Trillion Trees

Trillion Trees is an unprecedented collaboration between three of the world’s largest conservation organisations – WWF, BirdLife International, and the Wildlife Conservation Society – to help end deforestation and restore tree cover. Our partnership is founded on our commitment to a shared vision, and the belief that working together we can achieve more than we can individually.

Tree cover is an essential part of what makes Earth a healthy and prosperous home for people and wildlife, but the global stock has fallen – and continues to fall – dramatically. In fact, we are still losing 10 billion trees per year.

The consequences? More carbon emitted and less absorbed, dwindling freshwater stores, altered rainfall patterns, fewer nutrients to enrich soils, weakened resilience to extreme events and climate change, shrinking habitat for wildlife and other biodiversity, insufficient wood supply to meet rising demand, harsher local climates, and harder lives for more than one billion forest-dependent peoples across the world.

It doesn’t have to be this way. The two key steps that will reverse these trends – keeping existing trees standing, and restoring trees to the places they once grew – are within our capabilities.

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Black Rhino Breeding and Conservation Programme

Imire Conservation Park is a 10,000 hectare sub tropical, Miombo tract of land 120kms south east of Harare.

It opened in 1972 as a pilot project to allow the reintroduction of wildlife into commercial farming areas.It was an experiment to prove that by taking a holistic approach to intensive agriculture not only could there be economic benefits to the farmer but also that animals indigenous to the area, previously killed and chased out, could become an integral part of commercial farming.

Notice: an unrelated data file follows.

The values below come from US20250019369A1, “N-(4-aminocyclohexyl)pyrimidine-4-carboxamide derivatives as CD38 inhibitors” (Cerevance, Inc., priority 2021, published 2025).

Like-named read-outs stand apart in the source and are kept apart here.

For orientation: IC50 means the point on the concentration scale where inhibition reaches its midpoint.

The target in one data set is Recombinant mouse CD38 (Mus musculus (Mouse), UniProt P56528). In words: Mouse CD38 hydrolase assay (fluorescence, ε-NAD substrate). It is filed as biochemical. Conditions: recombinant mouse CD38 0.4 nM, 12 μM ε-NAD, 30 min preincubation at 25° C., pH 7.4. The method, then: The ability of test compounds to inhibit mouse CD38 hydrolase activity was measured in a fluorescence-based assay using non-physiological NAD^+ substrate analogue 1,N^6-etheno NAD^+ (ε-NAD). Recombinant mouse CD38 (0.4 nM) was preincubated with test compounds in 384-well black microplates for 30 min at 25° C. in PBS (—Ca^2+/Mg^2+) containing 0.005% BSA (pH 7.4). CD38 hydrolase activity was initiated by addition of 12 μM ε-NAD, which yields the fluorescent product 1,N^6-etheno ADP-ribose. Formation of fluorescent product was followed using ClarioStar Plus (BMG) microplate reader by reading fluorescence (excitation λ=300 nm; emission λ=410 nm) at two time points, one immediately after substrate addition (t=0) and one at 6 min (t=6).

It was so successful that within 10 years the entire 10,000 hectares was fenced and the animals were able to move freely alongside the cultivation and agriculture. Biodiversity benefits were seen immediately including that of trees and grassland. In 2004 Imire merged with National Parks becoming a Conservancy, the owners became trustees, guardians and custodians of the land, animals and conservation.

The Park has become focused on;Reforestation;Endangered species breeding;riverine rehabilitation;sustainable power and fuel production;education and health care.Restore Our Planet has agreed to provide funding aimed specifically at the protection of the Black Rhino